SECTION 3. WHAT SHOULD WE DO?
2. INTEGRITY SYSTEMS AND AN ENDURING GOVERNANCE REFORM COMMISSION
The problems outlined above cannot be solved by the input of a single discipline, nor can they be solved within a single institution. A strong integrity commission (see above) based on the Hong Kong, NSW and Queensland models is needed. However, an integrity commission must be part of an integrity system in which other, complementary, institutions operate to suppress corruption and to enhance integrity. This combination of mechanisms and public institutions and agencies (including courts, parliament, police, prosecutors), watchdog agencies (ombudsman, auditor general), NGOs, laws, norms and incentive mechanisms is primarily directed at pursuing the positive goal of good governance rather than the negative goal of limiting corruption. As indicated above, this combination has been called an ‘ethics regime’, an ‘ethics infrastructure’, a ‘National Integrity System’ and an ‘Integrity and Accountability System’. The reforms suggested in this Policy Paper will go a long way to addressing the inadequacies in Australia’s national integrity system. As in Queensland’s Fitzgerald reforms, the first new institution should be a world-class integrity commission. The other reforms we have suggested could be implemented quickly.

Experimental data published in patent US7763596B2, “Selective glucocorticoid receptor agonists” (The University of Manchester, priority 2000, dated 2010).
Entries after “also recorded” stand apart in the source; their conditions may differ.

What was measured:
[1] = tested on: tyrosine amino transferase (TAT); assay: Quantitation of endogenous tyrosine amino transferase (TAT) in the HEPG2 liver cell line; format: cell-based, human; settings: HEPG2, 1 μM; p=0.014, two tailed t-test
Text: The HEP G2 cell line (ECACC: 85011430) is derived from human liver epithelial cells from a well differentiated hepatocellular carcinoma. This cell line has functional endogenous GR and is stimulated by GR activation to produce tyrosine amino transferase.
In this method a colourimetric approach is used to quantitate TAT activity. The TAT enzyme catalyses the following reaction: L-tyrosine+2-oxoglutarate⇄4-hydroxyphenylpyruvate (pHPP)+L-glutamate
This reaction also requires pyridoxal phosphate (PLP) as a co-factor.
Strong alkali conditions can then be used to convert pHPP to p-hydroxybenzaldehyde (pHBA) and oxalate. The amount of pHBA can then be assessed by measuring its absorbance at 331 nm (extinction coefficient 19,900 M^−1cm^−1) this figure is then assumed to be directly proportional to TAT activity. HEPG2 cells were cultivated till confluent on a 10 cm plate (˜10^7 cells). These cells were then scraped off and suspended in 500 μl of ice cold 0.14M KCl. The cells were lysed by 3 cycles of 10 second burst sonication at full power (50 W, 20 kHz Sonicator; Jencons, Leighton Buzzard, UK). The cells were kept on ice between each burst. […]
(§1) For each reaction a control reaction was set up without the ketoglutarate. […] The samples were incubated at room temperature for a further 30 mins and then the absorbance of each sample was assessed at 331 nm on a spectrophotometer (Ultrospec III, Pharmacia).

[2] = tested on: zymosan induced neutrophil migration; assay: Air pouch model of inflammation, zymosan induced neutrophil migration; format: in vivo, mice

3. GOVERNANCE REFORM COMMISSION
However, in the medium term, ART strongly recommends establishing an enduring national Governance Reform Commission following the model of Queensland’s ‘Electoral and Administrative Reform Commission.’ EARC was tasked with reviewing every aspect of governance in Queensland and making recommendations to Parliament (recommendations that were generally very hard to ignore) and to develop an expertise in such reforms and a strong understanding of the need for new and reformed institutions to understand the other’s roles and the ways in which they could be mutually supportive.
Governance Reform Commission: An enduring national Governance Reform Commission (following the model of the Queensland ‘Electoral and Administrative Reform Commission’) would review all aspects of governance and make recommendations to Parliament (which would be very hard to ignore) and develop an expertise in such reforms and a strong understanding of the need for new and reformed institutions to understand each other’s roles and the ways they could be mutually supportive.